R.Ș .: A good part of contemporary art is dependent on text. Especially conceptual art, which must support its approaches through words, explanations, decodings. Or, the interest for the text and, especially, for its reading decreases progressively. Can this affect the works to be read, not just viewed?
A.B .: Of avant-garde essence, minimalist art purified the work of art by creating representative “specific objects” (Donald Judd’s reflective cube), which were later dissolved into “specific environments” (Santiago Sierra’s intrusive black cube). At the same time, the conceptual art sought to reach a last redoubt of the work, realizing a transfer of attention beyond object and environment to specific context, specific concept, specific process, etc. On the other hand, the interference between text and image started, in the historical avant-garde, as a measure of visual extension to a multi-linear language, as Tommaso Marinetti stated in the manifestos of futurism. And this was largely due to the advent of the typewriter, which facilitated the liberation of the visual artist from traditional language, opening a real horizon of perception by the fact that every image – word (pictopoetry) he creates, gets in the mind auditory, tactile, kinesthetic connotations. Here that, after a century, the multimedia show comes to fulfill this dream of the avant-garde, in the sense of creating a type of monumental art capable of uniting the strength of all artistic genres, and such an integral work does not need to be explained in words. It must be lived, because this kind of art coincides with life, and the final result is the sum of all the participations, interventions, interpretations that the public gives to the work. This type of approach reflects the concept of “open work”, stated by the semiologist Umberto Eco (Opera Aperta, 1970), in terms of information theories in which a transfer is made from the traditional meaning of classical work to the informational context of contemporary work, defined as geometric place of permutations, interpretations, feelings dedicated to the participant who contributes to his enrichment.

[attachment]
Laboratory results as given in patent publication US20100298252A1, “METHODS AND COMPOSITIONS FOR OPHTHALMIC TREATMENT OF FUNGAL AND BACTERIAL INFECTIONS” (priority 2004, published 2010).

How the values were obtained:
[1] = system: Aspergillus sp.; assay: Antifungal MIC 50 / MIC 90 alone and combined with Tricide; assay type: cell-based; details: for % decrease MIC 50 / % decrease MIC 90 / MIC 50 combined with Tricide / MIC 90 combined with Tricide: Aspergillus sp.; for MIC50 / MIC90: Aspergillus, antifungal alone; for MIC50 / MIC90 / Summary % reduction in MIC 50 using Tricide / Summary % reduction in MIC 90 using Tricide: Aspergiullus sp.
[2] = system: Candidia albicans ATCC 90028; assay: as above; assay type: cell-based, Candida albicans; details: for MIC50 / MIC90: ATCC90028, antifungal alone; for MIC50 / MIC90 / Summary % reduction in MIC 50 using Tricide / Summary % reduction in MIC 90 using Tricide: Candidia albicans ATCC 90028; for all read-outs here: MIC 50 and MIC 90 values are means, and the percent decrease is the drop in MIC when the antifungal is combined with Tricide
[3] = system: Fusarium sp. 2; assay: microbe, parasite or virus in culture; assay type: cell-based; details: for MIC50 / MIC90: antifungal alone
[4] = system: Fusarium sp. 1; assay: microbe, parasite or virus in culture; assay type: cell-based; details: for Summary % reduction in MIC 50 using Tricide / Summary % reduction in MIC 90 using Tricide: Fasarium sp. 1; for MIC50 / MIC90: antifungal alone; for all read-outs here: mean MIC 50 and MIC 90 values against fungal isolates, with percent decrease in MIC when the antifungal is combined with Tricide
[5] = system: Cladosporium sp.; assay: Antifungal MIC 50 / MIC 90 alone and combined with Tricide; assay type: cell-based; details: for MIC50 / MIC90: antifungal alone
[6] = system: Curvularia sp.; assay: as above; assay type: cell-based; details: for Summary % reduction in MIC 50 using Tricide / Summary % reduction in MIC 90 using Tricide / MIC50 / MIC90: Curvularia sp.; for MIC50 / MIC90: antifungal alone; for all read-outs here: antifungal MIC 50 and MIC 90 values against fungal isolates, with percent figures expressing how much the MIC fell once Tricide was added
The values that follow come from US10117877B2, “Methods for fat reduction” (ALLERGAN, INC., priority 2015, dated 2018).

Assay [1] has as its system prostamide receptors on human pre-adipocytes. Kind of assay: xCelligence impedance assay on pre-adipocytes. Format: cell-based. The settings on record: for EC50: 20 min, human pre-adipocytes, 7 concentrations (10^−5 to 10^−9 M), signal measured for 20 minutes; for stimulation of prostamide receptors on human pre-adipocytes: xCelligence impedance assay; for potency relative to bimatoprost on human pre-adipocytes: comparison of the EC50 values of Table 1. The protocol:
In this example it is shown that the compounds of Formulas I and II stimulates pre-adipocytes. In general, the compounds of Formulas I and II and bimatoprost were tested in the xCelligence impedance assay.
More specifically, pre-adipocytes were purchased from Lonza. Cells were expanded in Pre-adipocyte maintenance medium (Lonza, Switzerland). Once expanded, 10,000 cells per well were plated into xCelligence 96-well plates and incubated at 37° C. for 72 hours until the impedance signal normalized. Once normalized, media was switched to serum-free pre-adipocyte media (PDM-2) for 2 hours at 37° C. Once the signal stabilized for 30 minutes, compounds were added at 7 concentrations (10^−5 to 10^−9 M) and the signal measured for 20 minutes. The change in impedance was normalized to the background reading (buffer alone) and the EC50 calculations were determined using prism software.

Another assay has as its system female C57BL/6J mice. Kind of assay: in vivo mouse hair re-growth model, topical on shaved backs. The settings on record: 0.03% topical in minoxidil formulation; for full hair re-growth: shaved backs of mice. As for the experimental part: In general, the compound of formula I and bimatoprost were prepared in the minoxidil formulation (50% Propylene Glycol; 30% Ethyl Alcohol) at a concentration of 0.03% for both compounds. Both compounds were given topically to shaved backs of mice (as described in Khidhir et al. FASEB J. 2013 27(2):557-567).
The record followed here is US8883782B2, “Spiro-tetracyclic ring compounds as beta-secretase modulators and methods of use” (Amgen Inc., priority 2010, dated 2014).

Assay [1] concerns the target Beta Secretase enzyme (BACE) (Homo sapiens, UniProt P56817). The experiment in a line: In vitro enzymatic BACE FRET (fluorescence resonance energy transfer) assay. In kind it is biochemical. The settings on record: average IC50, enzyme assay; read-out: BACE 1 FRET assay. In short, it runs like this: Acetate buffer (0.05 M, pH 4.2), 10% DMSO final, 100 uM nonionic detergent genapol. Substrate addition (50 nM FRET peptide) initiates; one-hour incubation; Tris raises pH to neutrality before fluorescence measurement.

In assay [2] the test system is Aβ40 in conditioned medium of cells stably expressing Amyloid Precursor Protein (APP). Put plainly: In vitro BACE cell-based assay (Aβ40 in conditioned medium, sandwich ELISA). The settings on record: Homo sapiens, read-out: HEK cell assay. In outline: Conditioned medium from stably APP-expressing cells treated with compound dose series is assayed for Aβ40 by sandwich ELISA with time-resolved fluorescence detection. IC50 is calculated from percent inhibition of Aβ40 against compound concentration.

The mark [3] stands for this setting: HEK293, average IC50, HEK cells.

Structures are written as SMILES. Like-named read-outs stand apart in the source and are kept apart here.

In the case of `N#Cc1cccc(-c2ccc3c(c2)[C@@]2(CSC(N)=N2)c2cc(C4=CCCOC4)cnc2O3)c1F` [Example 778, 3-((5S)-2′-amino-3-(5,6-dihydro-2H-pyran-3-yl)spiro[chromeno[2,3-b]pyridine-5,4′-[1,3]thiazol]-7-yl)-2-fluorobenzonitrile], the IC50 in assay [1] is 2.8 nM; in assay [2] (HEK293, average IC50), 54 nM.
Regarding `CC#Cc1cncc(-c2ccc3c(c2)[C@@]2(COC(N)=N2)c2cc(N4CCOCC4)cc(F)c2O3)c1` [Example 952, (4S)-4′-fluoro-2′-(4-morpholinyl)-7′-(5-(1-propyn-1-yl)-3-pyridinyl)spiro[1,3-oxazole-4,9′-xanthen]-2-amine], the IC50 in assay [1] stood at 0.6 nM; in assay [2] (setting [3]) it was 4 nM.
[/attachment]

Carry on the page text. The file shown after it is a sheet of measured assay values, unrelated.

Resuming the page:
R.Ș .: If you were to give today’s sculpture a definition, what would it be?
A.B .: During my doctoral research I started by studying the mutations, respectively the extensions, that the object sculpture underwent during the 20th century in terms of the development of electricity technology. But, in the end, we noticed that the stage of spraying the sculptural work, in a multimedia context specific to the last decades, dilutes to the greatest extent everything we know about sculpture. The end of sculpture, in the traditional sense, is actually the genesis of a new work, which I called the integrative media work, enriched with new values through a synesthesia of pictorial, sculptural, graphic effects, but also through a depth of disposition. information provided by the technological infrastructure. This globally expanded work, through its hyperdimensional, extraobjective, nonlocative, transmedial, transdisciplinary character (and these are just a few attributes), is able to absorb through a telematic embrace, as Roy Ascott states, everything we know to represent reality. If the poet Mallarmé believes that the world will end in a book, I believe that this end will be, rather, a fulfillment of the long-dreamed-of theory of unification, a singularity in which art is the link between all scientific disciplines. Therefore, the project of the Qolony / Fusion AIR 2021 Association finds its well-deserved place in this reality in search of a new identity.
Interview by Robert Serban, July 3, 2021, Banatul azi